Pienza (formerly the humble village of Corsignano) was rejuvenated between 1459-1462 by architect Enea Silvio and commissioned by Pope Pius II (Enea Silvio Piccolomini) to transform his birthplace. The result is magic with a perfect renaissance village being born.
As we entered Pienza we find the unusual trapezoid shaped Piazza which leads to the bustling central alleyway of Via Rossellino. The medieval buildings have a soft honey glow in the sun.
Four buildings align the piazza: the three leveled Palazzo Picolomini which has loggias on all floors overlooking a wonderful Giardino all’italiana (Italian Renaisannce Garden) with the magnificent Val d’Orca and Mont Amiata as its backdrop; the Duomo (Cathedral) with its early renaissance facade; Palazzo Vescovile the bishops accommodations and Palazzo Comunale (town hall).
The Palazzo Vescovile has a decorative ledge which is just at the right height for us to perch, relax a moment and get out of the Tuscan sun. We sit and watch the art students who are busily capturing the Duomo with diminishing pieces of charcoal. Tourists saunter bye taking a few discrete looks at their progress.
The main alleyway Via Rosselino is simply enchanting; lined with charming shops filling with tourists and decorated with flowers in terracotta pots at every turn. It is understandable why Pienza was chosen as the location for the Franco Zeffierelli film, Romeo and Juliet. This romantic setting is further heightened by two alleyways that often evoke tactile responses from its visitors; Via dell’Amore (street of love) and Via del Bacio (street of kisses). I stop and offer to take a picture of a young couple who happily kiss, giggle and hug under the sign Via dell’ Amore. Others take selfies while kissing on Via del Bacio and I grab a hug and a bacio (kiss) from my beloved, as we continue our walk with arms tucked around one another. Bellissimo (very beautiful).
Breaking the love potion, is the distinctive smell of pecorino cheese which permeates the air. Pienza is affectionately called the city of “cacio” (cheese) for good reason. I am in lactose tolerant heaven!
We move in and out of shops selling various types of pecorino, wine, olive oil, fragrant soap, local spices, leather goods ( gorgeous hand-made shoes) and brightly hand painted ceramics. I purchase some pecorino cheese with tarfufo (truffle) and pepe (pepper). During a prior visit to Pienza a funeral was taking place in the village. The shop owners locked the shop doors, turned off the lights and bowed their heads stating “silenzio” (silence) as the coffin carried by villagers went by. How respectful.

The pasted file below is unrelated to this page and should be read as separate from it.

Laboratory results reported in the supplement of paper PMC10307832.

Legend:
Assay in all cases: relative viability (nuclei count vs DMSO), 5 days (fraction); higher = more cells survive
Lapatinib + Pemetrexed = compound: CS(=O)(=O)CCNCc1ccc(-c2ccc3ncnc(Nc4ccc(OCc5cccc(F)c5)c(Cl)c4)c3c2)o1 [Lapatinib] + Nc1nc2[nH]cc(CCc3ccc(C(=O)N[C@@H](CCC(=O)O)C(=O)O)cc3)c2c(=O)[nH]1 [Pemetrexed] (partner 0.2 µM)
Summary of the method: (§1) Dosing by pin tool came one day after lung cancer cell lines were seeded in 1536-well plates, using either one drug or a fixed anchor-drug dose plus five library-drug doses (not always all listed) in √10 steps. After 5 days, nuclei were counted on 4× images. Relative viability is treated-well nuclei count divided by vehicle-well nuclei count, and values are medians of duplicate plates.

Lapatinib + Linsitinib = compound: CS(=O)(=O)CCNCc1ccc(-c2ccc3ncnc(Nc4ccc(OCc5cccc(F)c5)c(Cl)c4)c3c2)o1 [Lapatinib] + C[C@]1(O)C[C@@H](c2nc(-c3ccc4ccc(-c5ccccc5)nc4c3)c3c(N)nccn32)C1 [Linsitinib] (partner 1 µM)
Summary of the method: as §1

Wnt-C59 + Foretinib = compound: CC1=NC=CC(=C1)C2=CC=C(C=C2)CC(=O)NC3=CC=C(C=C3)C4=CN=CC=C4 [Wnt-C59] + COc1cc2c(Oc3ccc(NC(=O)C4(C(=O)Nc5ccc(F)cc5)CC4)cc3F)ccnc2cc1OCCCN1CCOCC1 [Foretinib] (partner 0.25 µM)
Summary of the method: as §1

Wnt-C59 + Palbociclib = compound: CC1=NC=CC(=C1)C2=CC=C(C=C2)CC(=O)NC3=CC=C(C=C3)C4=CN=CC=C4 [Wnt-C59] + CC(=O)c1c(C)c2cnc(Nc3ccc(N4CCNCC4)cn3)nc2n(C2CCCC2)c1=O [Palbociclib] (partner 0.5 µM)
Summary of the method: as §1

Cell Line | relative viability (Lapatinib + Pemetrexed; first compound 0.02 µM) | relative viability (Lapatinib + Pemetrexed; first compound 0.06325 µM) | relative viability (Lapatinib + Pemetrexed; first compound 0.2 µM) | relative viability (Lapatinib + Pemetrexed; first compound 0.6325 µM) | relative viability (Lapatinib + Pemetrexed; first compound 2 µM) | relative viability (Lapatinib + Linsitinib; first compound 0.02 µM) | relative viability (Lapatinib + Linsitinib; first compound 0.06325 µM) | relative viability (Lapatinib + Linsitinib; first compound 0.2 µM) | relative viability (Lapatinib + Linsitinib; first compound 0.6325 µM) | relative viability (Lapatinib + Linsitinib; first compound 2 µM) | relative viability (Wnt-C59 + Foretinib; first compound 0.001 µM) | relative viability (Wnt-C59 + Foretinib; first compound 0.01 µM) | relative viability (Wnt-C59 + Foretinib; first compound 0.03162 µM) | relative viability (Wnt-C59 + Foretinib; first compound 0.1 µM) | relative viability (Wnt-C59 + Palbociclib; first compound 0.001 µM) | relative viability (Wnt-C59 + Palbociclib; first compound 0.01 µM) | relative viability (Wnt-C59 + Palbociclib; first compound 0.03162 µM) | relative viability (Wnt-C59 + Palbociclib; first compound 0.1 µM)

We stop and talk to a local artist who is displaying her recent works. The brightly coloured landscape canvases sit in the alleyway while leaning against her home.
We decided to finish our visit by walking down Via Della Fortuna (way of luck). This is where our initial discussion about living in Tuscany began. I recall it vividly as we sat looking over the incredible scenery of the Val d’Orca having a cup of hot chocolate. The heavenly liquid was so thick, our biscotti literally stood straight up in the ceramic mug. The sun was warming our faces, the flowers in bloom were draping over the soft ocre walls as “loved up”people walked back and forth. We talked about what “was possible”, “could we buy a villa in Tuscany”, “this is such a lofty dream”, “the euro exchange is terrible”, “what about our personal and professional responsibilities”, “what about…what about”…….
At the end of the conversation we had agreed, we would move beyond being a tourist in Tuscany, purchase in the area of our dreams and immerse ourselves in the incredible Tuscan culture. A testimonial to the effects of a good cup of hot chocolate.
As Mark Twain pointed out, “You can’t depend on your eyes when your imagination is out of focus.” So we had moved beyond by our imagination and into the realm of the possible, charting our own course. As I looked over the Val d’Orca, still holding onto my husbands hand, I did not have a single regret.
Perhaps if your imagination is out of focus, you may simply need a walk down Via della Fortuna so you may see again.